If you have a hard time understanding the meaning of privacy and the scale of digital surveillance in the modern age—and let’s face it, who doesn’t?—consider a toy named Cayla.
Cayla is a doll with long hair, a tiny denim jacket, and little pink shoes. She also comes with a microphone, a Bluetooth app, and built-in voice-recognition technology. My Friend Cayla, as the product is called, can introduce herself and suggest fun activities. The label on her box reads “She has millions of things to say!” And she does. But who is she talking to?
Could it be the CIA? Several years ago, consumer groups discovered that when somebody asks Cayla a question, the dialogue is stored on a server owned by Nuance Communications. That firm sold “voice biometric data” to the military and intelligence agencies. After discovering the privacy concerns surrounding My Friend Cayla in 2017, the German government banned the doll. (It is still available for purchase in the United States.)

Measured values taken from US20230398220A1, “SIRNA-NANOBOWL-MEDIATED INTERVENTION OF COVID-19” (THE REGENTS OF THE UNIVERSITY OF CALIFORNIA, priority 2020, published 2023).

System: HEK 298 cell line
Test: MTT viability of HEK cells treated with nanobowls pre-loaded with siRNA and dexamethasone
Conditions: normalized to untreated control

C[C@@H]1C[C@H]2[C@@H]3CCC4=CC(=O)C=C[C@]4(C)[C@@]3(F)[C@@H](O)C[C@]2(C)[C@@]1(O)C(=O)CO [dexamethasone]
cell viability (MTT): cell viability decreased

This story isn’t unique, says Shoshana Zuboff, the author of The Age of Surveillance Capitalism. It is just another example of how invisible “supply chains” create marketplaces out of behavioral data. A chunk of dialogue from a child’s playtime travels to a server. The data are shared with a third party, which can sell them to yet another organization. Neither the child nor the parents will ever fully know where the data are going, or for what purposes.